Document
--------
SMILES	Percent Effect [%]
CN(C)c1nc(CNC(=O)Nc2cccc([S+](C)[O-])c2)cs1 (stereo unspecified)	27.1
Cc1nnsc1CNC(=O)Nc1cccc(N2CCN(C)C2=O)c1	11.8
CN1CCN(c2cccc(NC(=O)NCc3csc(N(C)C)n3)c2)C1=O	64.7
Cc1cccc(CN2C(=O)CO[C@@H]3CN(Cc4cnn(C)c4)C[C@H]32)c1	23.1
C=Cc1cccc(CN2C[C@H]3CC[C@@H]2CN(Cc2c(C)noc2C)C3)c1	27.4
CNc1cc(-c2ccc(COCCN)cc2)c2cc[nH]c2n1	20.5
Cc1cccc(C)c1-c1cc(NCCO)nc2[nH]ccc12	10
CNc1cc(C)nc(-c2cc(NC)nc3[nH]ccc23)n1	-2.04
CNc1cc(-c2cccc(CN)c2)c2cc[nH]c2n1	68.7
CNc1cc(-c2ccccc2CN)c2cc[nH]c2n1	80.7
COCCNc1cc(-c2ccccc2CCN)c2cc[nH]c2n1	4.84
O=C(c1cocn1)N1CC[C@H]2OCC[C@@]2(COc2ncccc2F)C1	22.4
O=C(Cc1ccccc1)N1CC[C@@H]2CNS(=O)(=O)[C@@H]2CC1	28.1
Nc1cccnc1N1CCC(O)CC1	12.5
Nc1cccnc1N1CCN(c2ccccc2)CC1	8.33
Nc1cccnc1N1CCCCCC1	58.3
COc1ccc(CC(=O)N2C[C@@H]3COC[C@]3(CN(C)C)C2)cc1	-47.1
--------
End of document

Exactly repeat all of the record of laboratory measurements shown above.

SMILES	Percent Effect [%]
CN(C)c1nc(CNC(=O)Nc2cccc([S+](C)[O-])c2)cs1 (stereo unspecified)	27.1
Cc1nnsc1CNC(=O)Nc1cccc(N2CCN(C)C2=O)c1	11.8
CN1CCN(c2cccc(NC(=O)NCc3csc(N(C)C)n3)c2)C1=O	64.7
Cc1cccc(CN2C(=O)CO[C@@H]3CN(Cc4cnn(C)c4)C[C@H]32)c1	23.1
C=Cc1cccc(CN2C[C@H]3CC[C@@H]2CN(Cc2c(C)noc2C)C3)c1	27.4
CNc1cc(-c2ccc(COCCN)cc2)c2cc[nH]c2n1	20.5
Cc1cccc(C)c1-c1cc(NCCO)nc2[nH]ccc12	10
CNc1cc(C)nc(-c2cc(NC)nc3[nH]ccc23)n1	-2.04
CNc1cc(-c2cccc(CN)c2)c2cc[nH]c2n1	68.7
CNc1cc(-c2ccccc2CN)c2cc[nH]c2n1	80.7
COCCNc1cc(-c2ccccc2CCN)c2cc[nH]c2n1	4.84
O=C(c1cocn1)N1CC[C@H]2OCC[C@@]2(COc2ncccc2F)C1	22.4
O=C(Cc1ccccc1)N1CC[C@@H]2CNS(=O)(=O)[C@@H]2CC1	28.1
Nc1cccnc1N1CCC(O)CC1	12.5
Nc1cccnc1N1CCN(c2ccccc2)CC1	8.33
Nc1cccnc1N1CCCCCC1	58.3
COc1ccc(CC(=O)N2C[C@@H]3COC[C@]3(CN(C)C)C2)cc1	-47.1